1. Fundamentals
  2. Image Enhancement
  3. Morphological Operation (merged with 4)
  4. Blob Detection (merged with 3)
  5. Image Segmentation
  6. Image Differencing
  7. Projective Transformation
  8. Leaf Classification
  9. Template Matching
  • Quite a practical one, but when using different libraries, if you are not getting the result that you were expecting or none at all, try to check or play around with the channels that you pass through the function. Sometimes a function is looking for three, sometimes it’s expecting only one channel.
  • Thresholding always helps. It’s nice to be able to manipulate images while only…

First, let’s see our source image:

from skimage.io import imread, imshow
from skimage.color import rgb2gray
carrier = imread('aircraft_carrier.jpg')
carrier_gray = rgb2gray(carrier)
imshow(carrier_gray);

Then, we define our template. For this image we just choose one of the planes:

template = carrier_gray[648:744,775:838]
imshow(template);

Visualizing an example

import numpy as np
import matplotlib.pyplot as plt
import skimage.io as skio
from skimage import img_as_ubyte, img_as_float
from skimage.io import imread, imshow
plt.figure(dpi=200)
plant = imread('plantA_1.jpg')
imshow(plant);

Let’s try preparing this image for segmentation. We also crop the borders of the image as there some to be extra pixels from the original picture:

from skimage.morphology import erosion, dilation, opening, closing
from skimage.measure import label, regionprops
from skimage.color import label2rgb
def multi_dil(im,num):
for i in range(num):
im = dilation(im)
return im
def multi_ero(im,num):
for i in range(num):
im = erosion(im)
return im
plt.figure(dpi=200)
leaves = 1.0 * ((plant/255) < 0.4)[5:-5,5:-5,0]
imshow(leaves);


In this article, I will tackle how to project an image from a perspective to a top-down view. We will use the following book cover for this purpose:

This should be straight forward. We will identify the corners of the book in the original image. We go about this counter-clockwise starting from the upper-left corner:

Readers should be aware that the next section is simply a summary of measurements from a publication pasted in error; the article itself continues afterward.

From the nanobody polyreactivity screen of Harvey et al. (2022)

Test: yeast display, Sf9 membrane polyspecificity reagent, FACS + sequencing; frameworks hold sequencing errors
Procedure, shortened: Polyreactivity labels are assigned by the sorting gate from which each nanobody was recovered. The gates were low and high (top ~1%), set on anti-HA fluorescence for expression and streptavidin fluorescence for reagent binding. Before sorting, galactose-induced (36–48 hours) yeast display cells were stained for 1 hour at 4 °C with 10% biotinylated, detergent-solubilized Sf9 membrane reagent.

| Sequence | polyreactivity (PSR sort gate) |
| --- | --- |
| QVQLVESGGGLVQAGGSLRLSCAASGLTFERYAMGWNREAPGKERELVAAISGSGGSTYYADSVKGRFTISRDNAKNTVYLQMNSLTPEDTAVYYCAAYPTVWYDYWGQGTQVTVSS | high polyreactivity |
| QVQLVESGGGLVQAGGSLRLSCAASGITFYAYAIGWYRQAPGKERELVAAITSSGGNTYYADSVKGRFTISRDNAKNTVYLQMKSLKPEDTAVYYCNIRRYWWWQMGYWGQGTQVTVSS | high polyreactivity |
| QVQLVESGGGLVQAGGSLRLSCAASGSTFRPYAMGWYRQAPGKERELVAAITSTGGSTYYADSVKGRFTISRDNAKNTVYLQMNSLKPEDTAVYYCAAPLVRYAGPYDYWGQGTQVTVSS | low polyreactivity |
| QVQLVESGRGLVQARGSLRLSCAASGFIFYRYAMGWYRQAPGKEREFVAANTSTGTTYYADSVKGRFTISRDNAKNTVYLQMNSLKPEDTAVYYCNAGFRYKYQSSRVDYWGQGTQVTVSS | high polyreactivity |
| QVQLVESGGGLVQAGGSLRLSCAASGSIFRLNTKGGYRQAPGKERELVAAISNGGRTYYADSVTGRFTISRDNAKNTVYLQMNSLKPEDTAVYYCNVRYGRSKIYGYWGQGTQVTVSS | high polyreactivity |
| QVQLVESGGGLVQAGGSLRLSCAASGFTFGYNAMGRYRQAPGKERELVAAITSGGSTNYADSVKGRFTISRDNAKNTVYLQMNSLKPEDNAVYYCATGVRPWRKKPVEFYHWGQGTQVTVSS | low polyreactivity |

Change is inevitable. But with so much of our world changing, it’s great if we are able to measure how much change has occurred.

In this article I will be discussing how to measure how much change has occurred to this satellite image over some months:


Since I’ve already established the fundamentals in Seeing the World in Code, this is going to be a relatively short article about how you can use the RGB and HSV channels. We will use the image I used in White Balancing to get the labels out of the bottles in the image:

Let us try the RGB channel first:

from skimage.io import imread, imshowimg = imread('img1.jpg')# RGB Channels
img_r = img[:,:,0]
img_g = img[:,:,1]
img_b = img[:,:,2]
# Segmenting the image through their RGB channels res_b = ((img_r < 101) & (img_g < 101) & (img_b >=101))/255 red_b…


View from Mt. Makiling Traverse, Philippines. [Image by Tonee L. Bayhon]

Agriculture is one of the key contributors to economies that have arable land to its resources. In this time that most industries are integrating smart technologies, agriculture cannot be left behind. I come from a country and a community where agriculture is the foundation to development thus talking about smart agriculture is close to my heart.

This article will discuss a simple way how we can use image processing to aid in smart agriculture. Specifically, we will try to localize crop trees to aid farmers in monitoring them by using morphological operations and blob detection. …


We’re living in a world overrun by filters and airbrushed models. However, I personally believe that beauty and meaning are found where truth is. The same goes for images. So, we perform image enhancements, primarily to restore images to how they should really look.

This article will discuss the following white balancing techniques for image enhancement:

  • White Patch Algorithm
  • Gray-World Algorithm
  • Ground Truth Algorithm


Makati Central Business District Skyline viewed from Barangka Ilaya, Mandaluyong city. [Image by Tonee Bayhon.]

255. It’s a number I’ve seen for the longest time and only ever considered it as a value that I enter in dialog boxes on some photo-editing software. However, using Python code to perform image processing has definitely given a new meaning to “255” along with everything I know and do not know about digital images.

Let us begin by Zooming into a 2x2 black and white image. In order for us to visualize this, we will use numpy as we will mostly process images using their numeric array form.

import numpy as np
from skimage.io import imshow, imread

Tonee Bayhon

Am I doing this data science thing right?

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